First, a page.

What The Heck Just Happened?
That frustration is understandable. The Phillies have been in the National League since 1883, and fans just watched one of the seven worst homestands in franchise history. Everything that could have gone wrong went wrong.
Raul Ibanez and Scott Eyre went on the DL.
Ryan Howard checked into the hospital. Twice. (The Phillies said today that Howard has acute sinusitis. He will not fly with the team to Tampa tonight, but could fly there tomorrow and play tomorrow night in the series opener against the Rays.)
The continued to play without Brad Lidge and Brett Myers.
The bullpen continues to be overworked because the rotation can’t pitch into the sixth inning. The Phillies couldn’t come up with big hits. They had physical errors and mental errors.
Let’s break down the numbers from the first 58 games, when the Phillies were 35-23 and had a four-game lead over the Mets in the National League East, and the last nine, when they went 1-8 to fall to 36-31 with a two-game lead over the Mets.
First 58 games: They hit .263 with a .342 OBP and a .462 SLG. They scored 318 runs (5.48 per game). They hit 85 home runs (1.5 per game), walked 226 times and struck out 380 times (18.8 percent of their at-bats).
Last 9 games: The Phillies hit .235 with a .309 OBP and a .402 SLG during the homestand. They scored 38 runs (4.22 per game). They hit 13 home runs (1.4 per game), walked 30 times and struck out 83 times (25.7 percent of their at-bats).
First 58 games: They had a 4.60 ERA, striking out 7.1 batters per nine innings and opponents hitting .267 against them. Starters had a 5.28 ERA in that span. The bullpen had a 3.45 ERA.
Last 9 games: They had a 5.97 ERA, striking out 8.2 batters per nine innings and opponents hitting .314 against them. Starters had a 5.37 ERA in that span. The bullpen had a 6.88 ERA.
First 58 games: They had 19 errors and a .991 fielding percentage.
Last 9 games: They had eight errors and a .977 fielding percentage.
The one thing that jumps out is the bullpen ERA. The bullpen held the pitching staff together through its first 58 games, but the relievers look tired. They probably are. And if the starters can’t start pitching deeper into games and the front office can’t find a starter before the July 31 non-waiver trade deadline, the Phillies might need to find bullpen reinforcements instead.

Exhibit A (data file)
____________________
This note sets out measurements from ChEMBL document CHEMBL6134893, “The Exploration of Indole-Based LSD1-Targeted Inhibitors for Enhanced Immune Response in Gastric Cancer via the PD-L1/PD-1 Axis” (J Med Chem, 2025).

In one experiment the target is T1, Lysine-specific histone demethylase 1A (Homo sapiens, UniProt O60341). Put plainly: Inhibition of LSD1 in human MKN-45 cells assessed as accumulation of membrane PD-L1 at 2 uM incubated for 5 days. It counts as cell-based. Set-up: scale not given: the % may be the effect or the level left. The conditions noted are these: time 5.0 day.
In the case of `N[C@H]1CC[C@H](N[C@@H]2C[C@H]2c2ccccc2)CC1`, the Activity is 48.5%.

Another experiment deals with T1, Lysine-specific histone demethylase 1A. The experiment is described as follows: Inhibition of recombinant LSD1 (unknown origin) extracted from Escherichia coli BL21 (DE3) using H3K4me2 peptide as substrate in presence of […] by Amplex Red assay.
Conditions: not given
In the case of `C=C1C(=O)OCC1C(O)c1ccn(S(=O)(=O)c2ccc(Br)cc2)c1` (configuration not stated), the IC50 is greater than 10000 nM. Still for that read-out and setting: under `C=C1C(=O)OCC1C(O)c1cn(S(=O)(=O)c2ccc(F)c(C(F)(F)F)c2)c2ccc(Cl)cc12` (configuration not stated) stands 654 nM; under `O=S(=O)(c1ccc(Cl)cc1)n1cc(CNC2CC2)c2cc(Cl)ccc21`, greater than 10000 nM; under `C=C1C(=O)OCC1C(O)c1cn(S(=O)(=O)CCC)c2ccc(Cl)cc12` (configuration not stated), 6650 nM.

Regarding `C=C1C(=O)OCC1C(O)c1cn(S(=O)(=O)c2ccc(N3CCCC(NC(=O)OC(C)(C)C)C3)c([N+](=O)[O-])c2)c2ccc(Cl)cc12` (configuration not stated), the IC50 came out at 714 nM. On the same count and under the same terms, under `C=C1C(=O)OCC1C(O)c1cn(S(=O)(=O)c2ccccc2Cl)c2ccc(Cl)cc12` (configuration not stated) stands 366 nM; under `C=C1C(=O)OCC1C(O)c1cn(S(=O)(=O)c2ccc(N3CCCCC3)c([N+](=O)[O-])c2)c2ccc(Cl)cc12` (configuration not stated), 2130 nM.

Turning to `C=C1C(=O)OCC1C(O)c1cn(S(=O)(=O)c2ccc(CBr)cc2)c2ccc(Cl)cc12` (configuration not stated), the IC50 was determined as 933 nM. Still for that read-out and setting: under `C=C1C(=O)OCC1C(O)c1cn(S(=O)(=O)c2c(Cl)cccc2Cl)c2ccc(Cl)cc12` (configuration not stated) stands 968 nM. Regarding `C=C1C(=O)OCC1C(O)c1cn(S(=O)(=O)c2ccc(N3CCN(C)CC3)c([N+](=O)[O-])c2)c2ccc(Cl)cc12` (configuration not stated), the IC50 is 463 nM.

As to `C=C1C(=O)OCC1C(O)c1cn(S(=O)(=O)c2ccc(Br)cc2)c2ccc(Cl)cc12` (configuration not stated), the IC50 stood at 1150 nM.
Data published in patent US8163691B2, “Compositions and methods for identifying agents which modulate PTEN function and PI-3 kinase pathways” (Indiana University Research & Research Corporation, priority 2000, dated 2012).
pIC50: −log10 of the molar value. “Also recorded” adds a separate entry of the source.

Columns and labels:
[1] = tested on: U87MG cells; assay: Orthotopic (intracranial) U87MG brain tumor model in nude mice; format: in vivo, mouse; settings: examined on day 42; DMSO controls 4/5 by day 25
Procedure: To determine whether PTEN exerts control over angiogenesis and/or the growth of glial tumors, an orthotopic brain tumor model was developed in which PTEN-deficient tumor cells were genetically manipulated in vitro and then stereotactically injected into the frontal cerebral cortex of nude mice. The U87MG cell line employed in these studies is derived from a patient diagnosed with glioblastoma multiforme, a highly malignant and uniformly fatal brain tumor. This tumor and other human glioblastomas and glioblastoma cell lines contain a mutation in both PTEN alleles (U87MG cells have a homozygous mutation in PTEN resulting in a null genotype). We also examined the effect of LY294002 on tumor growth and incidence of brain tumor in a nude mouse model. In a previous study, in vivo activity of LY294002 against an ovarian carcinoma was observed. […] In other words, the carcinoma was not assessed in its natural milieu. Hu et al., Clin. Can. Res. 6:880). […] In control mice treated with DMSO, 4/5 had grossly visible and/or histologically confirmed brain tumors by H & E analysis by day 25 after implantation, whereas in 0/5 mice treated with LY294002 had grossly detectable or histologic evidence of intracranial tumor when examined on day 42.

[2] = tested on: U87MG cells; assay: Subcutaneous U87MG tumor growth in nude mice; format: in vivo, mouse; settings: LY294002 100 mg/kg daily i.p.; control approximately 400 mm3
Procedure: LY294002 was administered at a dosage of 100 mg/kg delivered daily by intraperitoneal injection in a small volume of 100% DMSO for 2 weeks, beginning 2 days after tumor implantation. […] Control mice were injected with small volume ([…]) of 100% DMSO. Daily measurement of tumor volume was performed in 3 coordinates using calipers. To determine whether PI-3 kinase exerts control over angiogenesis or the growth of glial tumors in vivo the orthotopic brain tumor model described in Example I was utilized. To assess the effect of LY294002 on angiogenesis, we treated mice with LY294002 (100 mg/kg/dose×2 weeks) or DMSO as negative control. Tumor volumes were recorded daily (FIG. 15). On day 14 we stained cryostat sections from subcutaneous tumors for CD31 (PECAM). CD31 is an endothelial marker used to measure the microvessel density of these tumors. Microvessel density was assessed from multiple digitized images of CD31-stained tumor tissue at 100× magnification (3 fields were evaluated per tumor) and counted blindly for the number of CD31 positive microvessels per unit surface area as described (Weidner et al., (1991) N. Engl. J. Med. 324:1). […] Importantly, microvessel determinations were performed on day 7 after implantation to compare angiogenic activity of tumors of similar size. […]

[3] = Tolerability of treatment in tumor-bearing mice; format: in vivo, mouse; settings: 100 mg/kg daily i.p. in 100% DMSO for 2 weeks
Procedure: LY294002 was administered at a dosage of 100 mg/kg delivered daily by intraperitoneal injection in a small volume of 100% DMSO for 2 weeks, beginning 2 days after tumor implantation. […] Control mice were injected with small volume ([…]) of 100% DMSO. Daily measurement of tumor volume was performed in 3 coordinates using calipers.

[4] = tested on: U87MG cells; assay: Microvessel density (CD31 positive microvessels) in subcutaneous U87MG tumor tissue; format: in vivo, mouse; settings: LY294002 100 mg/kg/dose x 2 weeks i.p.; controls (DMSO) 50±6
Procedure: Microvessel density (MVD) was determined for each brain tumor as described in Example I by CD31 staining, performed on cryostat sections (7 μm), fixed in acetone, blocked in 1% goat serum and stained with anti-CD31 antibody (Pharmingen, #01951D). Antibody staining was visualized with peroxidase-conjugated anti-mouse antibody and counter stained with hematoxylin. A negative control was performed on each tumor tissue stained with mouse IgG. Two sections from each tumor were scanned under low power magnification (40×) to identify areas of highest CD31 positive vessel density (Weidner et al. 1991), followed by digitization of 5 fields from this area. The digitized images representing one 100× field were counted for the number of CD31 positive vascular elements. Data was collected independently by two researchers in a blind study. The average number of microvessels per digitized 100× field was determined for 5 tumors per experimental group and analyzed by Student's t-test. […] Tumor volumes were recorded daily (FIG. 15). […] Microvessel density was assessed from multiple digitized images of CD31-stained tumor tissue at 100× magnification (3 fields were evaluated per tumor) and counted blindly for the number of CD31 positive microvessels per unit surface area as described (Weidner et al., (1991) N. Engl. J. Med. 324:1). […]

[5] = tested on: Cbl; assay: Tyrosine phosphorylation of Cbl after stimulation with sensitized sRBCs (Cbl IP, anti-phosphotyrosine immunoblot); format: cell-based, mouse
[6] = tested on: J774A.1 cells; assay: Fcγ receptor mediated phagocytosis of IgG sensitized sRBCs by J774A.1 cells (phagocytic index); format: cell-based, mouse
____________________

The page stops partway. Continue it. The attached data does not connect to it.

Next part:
Yes, the offense struggled. Yes, the Phillies looked sloppy in the field. But I expect both of those things to correct themselves. This team will hit. This team will catch the ball. But will it pitch well enough to win?
A reason not to panic: the American League is better than the National League, just like last season (the World Series notwithstanding). The Phillies remain one of the best teams in the National League and that should show up once Interleague Play ends, just like last season. Since the Phillies went 1-8 against the AL, the Mets and Braves are 3-6. The Nationals are 4-5. Only the Marlins have a winning record in their division at 6-3 since the Phillies started to play against the AL.
Ibanez and Chase Utley still lead voting amongst outfielders and second basemen for the NL All-Star Team. Jimmy Rollins has fallen to second behind Florida’s Hanley Ramirez.
I have not bought into the hype that the Phillies are less intense at home or try too hard at home. I just think for whatever reason they have played poorly at home. That said, I’m sure they are happy to begin a nine-game road trip tomorrow night in Tampa Bay.
The seven worst homestands in Phillies history:
- 0-7 – Sept. 21-27, 1964 vs. Reds and Braves
- 0-6 – May 1-7, 1883 vs. Grays and Braves
- 1-9-1 – July 6-20, 1941 vs. Giants, Pirates, Cardinals, Cubs and Reds
- 1-9 – Aug. 9-19, 2004 vs. Rockies, Giants and Astros
- 1-8 – May 4-13, 1937 vs. Cubs, Pirates, Reds and Cardinals
- 1-8 – Aug. 20-29, 1979 vs. Braves, Astros and Reds
- 1-8 – June 12 -21, 2009 vs. Red Sox, Blue Jays and Orioles